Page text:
Former banker, now regulator, wants to allow banks to grant payday loans: NPR


Comptroller of the Currency Joseph Otting, a former bank executive, testifies before Congress this week on overhauling certain banking rules.

Alex Brandon / AP

hide caption

toggle legend

Alex Brandon / AP

Comptroller of the Currency Joseph Otting, a former bank executive, testifies before Congress this week on overhauling certain banking rules.

Alex Brandon / AP

A powerful banking regulator appointed by President Trump could face tough questions during a Senate hearing Thursday on his efforts to allow big banks to make small, short-term, high-interest loans to consumers.

Joseph Otting is a former banking executive who is now in charge of an agency that oversees the country’s largest banks, including some that Otting used to help manage. And he is expected to appear before the Senate Banking Committee, a panel that includes Massachusetts Democratic Senator Elizabeth Warren, who has sharply criticized financial regulators in the Trump administration.

This is the first time in nearly 40 years that a banking executive has been responsible for the Office of the Comptroller of the Currency, or OCC, an independent financial regulator within the Treasury Department that regulates major banks across the country. Consumer groups are nervously watching what Otting is going to do.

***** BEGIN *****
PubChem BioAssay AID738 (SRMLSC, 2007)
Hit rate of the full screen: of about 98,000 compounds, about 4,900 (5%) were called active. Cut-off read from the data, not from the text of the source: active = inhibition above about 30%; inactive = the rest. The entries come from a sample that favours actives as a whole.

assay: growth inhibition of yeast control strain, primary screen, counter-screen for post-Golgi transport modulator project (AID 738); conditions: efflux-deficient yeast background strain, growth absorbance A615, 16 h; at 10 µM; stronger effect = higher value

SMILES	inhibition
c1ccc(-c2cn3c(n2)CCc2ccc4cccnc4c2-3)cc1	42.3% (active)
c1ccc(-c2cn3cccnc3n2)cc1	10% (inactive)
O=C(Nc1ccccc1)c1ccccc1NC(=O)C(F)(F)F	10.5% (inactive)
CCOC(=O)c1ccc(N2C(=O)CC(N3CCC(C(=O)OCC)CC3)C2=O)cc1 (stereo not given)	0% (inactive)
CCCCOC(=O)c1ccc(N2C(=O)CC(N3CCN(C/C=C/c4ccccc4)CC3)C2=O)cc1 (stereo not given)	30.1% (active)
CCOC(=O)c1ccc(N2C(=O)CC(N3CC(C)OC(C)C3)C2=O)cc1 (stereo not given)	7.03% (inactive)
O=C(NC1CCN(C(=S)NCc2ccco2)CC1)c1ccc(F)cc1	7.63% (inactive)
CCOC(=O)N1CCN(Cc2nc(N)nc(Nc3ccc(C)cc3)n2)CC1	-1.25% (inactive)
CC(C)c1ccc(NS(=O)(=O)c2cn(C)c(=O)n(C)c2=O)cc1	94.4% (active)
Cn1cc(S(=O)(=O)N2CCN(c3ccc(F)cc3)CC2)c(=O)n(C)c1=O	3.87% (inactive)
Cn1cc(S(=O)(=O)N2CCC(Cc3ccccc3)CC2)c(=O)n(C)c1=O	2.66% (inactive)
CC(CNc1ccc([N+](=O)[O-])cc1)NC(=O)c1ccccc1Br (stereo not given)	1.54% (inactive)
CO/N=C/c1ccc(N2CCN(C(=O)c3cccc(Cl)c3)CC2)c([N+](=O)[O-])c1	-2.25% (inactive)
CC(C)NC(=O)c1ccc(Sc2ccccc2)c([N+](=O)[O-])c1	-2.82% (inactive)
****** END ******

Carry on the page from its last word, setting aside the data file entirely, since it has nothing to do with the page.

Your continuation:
His track record as a banker makes them think.

Otting had been the managing director of OneWest Bank, which drew criticism for its aggressive foreclosure practices after the real estate crash. He worked there with Steven Mnuchin, now Secretary of the Treasury. OneWest was then sold and became part of the CIT group. As head of the OCC, Otting recuses himself from issues involving the CIT group, the OCC said.

Christopher Peterson, of the Consumer Federation of America, is also particularly concerned about a move by Otting as banking regulator – encouraging big banks to compete with payday lenders.

These are short-term, smaller loans, often a few hundred dollars, to pay for things like unexpected car repairs, for example. These types of loans often carry very high interest rates, which lenders say helps protect against the risk that the borrower will not be able to repay the loan.

“With so much access to capital and bank branches across America, we have the potential to have more and more predatory loans,” Peterson said.

Under the Obama administration, banks were prevented from making these loans. Today, these small loans are primarily the purview of payday and online loan transactions.

When Otting testified before the House financial services committee on Wednesday, the Tories said it would be good if reputable mainstream banks started giving small, short-term loans to working class people again.

“Sixty-three percent of Americans don’t have enough in their savings account to cover an emergency expense of $ 500, so it’s extremely important to make sure Americans have access when needed,” Rep. Sean Duffy, a Republican from Wisconsin, said at the hearing.